But Fox officials say they don’t plan a change on that front. In fact, they plan to continue rejecting the increasingly sleazy sweeps stories that dominate the local market.

“I’ve worked in New York and Chicago, and I’ve never seen anything this bad,” Stern says of the recent May sweeps in Nashville. As for Channel 5’s “Spring Break Tapes,” he says, “I don’t think we’d run them. There was no point to that story. Everybody knows that kids party. That’s nothing new.” Adds Webster, “I hope we wouldn’t do anything that we were embarrassed about.”

So if they’re not going to offer sensationalistic fare, how exactly will Fox 17 be like its parent company? The station’s behind-the-desk personalities say that working under the Fox banner allows them to be quirkier and more creative.

Take for example, Tim Ross, the station’s popular, if somewhat goofy, meteorologist. “I can say, ‘Be alert for a squirt,’ which viewers remember more than ‘partly cloudy with a slight chance of rain,’ ” he says. “Fox gives you more leeway. We don’t have to be a bunch of stuffed shirts.”

Sportscaster Skip Baldwin agrees. “The other guys do a good job,” he says of his on-air competition. “But I have a different way of presenting sports. I’ve done features on fencers, skateboarders, and I did a piece on Titans mini-camp with the ‘Camp Grenada’ song playing in the background.”

Of course, quirkiness alone won’t sell a newscast. Perhaps experience will. “We have 45 years’ worth of [collective] experience behind the desk,” Faber says of the on-air team of Webster, Baldwin, Ross, and herself. “And we’re all from the old school of journalism where we believe in old-fashioned reporting.”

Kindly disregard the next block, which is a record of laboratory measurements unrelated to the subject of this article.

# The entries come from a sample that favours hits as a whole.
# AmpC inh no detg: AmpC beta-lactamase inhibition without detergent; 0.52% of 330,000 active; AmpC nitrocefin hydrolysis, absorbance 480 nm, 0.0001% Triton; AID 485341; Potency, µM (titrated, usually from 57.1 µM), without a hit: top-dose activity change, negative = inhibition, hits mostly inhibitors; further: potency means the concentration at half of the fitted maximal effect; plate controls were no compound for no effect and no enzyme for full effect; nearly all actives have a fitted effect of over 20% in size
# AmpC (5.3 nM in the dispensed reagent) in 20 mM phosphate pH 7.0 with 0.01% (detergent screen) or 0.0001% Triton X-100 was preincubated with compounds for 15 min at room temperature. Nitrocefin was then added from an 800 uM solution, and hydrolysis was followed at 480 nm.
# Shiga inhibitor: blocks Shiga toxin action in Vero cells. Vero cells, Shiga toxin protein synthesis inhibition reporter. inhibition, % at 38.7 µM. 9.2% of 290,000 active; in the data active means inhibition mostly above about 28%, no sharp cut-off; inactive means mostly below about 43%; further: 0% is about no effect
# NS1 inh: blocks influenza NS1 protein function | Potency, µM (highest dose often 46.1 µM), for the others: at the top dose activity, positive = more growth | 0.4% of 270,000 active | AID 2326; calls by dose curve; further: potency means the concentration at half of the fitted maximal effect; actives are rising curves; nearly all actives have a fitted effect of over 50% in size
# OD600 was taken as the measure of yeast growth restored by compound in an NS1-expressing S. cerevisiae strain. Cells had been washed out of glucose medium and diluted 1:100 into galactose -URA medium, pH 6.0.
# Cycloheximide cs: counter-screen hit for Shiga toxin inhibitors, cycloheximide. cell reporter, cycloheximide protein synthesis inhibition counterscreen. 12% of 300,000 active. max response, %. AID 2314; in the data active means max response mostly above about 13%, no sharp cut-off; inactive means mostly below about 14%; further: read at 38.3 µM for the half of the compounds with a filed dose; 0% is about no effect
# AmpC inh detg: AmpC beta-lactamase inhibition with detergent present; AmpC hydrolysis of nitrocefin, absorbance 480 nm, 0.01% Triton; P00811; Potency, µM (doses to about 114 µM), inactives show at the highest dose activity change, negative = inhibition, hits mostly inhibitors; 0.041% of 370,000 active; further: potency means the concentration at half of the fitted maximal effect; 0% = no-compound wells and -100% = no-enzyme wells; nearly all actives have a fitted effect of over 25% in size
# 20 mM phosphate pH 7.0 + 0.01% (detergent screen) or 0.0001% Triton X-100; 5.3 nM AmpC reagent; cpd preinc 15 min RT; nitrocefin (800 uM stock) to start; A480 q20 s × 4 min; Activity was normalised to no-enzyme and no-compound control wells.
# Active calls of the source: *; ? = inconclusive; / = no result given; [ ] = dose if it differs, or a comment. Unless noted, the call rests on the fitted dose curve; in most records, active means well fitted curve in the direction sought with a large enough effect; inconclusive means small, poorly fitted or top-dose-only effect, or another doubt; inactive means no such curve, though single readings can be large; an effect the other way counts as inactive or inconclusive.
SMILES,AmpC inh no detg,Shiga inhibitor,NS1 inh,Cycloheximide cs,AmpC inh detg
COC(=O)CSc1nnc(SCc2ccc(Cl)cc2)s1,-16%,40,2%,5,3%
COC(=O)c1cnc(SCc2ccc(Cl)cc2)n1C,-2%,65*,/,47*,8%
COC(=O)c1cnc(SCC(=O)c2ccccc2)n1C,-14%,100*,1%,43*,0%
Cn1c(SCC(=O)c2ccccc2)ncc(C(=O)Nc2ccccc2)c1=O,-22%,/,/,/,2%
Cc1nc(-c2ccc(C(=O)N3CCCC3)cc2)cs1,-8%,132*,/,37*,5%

Still, the staff at Fox realizes how steep a challenge it faces. Whatever the many shortcomings of channels 2, 4, and 5, each station has made a mark in Nashville. Each also features popular anchors backed up by relatively experienced casts of reporters who know the city and the motley characters who make it tick.

In contrast, while Faber and Webster give Fox the illusion of stability, they have only been on the air for three years. And they won’t have any war-tested reporters such as Channel 4’s Nancy Amons and Channel 5’s Phil Williams to rely on. Although Ken Smith is a Nashville native, nearly all of the reporters he’s hired are out-of-towners coming from far-away markets such as Jacksonville and Indianapolis.

Finally, while the station is expanding its newscast, it will still have far less news programming than the big three.

So naturally, now that playtime is coming to an end, the staff at Fox seems a little apprehensive. “In television, changing viewing habits is a hard thing to do,” Webster says. “We’re nervously excited.”